Climbers, like birds of prey, love high and airy places. Cliffs, crags, and mountains provide valuable and critical habitat for wildlife, including nesting raptors like owls, prairie falcons, peregrine falcons, hawks, and eagles. Climbers have an obligation and responsibility to avoid disrupting nesting birds, which can cause them to abandon their nests, eggs, and even fledgling youngsters or make them expend valuable energy to drive trespassing climbers away.
Closures Protect Nesting Birds
To prevent disturbances to nesting birds, many cliffs and areas around cliffs are closed by management agencies, including the U.S. Forest Service and the National Park Service, to climbing during critical times of the year when raptors nest in the high rocks or when bighorn sheep have their spring lambs.
Closures are in Spring and Summer
Typically cliffs are closed from either February 1 or March 1 until around August 1. The closures can be extended longer if the birds haven’t fledged yet or they may be rescinded at an earlier date, particularly if the birds don’t nest in that locale. Closures usually include all cliffs, faces, rock outcrops, climbing routes, ascent and descent routes, climber access trails and other trails.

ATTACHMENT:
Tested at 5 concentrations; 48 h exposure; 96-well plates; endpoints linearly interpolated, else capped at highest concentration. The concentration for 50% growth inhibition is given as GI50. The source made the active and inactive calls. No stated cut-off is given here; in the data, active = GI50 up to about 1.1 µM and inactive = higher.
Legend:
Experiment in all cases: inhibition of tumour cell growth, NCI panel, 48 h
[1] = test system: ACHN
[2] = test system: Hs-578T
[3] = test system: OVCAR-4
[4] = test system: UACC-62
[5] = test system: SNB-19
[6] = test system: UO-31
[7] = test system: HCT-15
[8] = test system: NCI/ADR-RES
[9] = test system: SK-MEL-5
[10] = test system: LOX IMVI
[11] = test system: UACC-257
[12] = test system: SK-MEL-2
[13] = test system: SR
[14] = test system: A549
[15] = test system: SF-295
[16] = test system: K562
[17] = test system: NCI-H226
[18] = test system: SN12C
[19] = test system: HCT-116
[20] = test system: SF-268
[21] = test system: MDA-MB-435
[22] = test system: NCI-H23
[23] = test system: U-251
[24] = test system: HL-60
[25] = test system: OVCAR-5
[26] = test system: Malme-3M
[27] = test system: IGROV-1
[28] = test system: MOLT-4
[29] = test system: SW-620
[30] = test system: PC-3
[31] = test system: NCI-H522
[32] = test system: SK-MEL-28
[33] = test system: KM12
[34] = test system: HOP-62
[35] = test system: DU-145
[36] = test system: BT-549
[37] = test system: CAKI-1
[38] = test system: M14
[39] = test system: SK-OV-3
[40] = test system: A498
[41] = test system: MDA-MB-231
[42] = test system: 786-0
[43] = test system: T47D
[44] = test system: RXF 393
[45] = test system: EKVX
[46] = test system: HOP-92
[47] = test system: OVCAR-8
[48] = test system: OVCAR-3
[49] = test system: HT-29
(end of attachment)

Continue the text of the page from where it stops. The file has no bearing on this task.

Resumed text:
Notable Cliff Closures
Cliff closures for wildlife occur in every state with rock climbing. Notable closures are at The Garden of the Gods (CO), The Flatirons (CO), Rocky Mountain National Park (CO), Cochise Stronghold (AZ), Devil’s Tower (WY), Rumney (NH), Yosemite National Park (CA), Looking Glass Rock (NC), Smith Rock (OR), and Zion National Park (UT). Violators of cliff closures can face penalties up to 90 days in jail and a $1,000 fine, depending on the management agency.
The Access Fund Provides Closure Details
The Access Fund website provides up-to-date details for most seasonal wildlife closures at American climbing areas and current climbing restrictions and gives telephone and website contacts for management agencies so you can double-check before heading out to the cliffs.
Respect Wildlife Closures & Save Wildlife
Most climbing areas have closure information posted at the trailhead, along access trails, and sometimes at the base of closed cliffs. Follow and respect all wildlife closures and restrictions—it’s the right thing to do, it’s the law, and they protect our wildlife.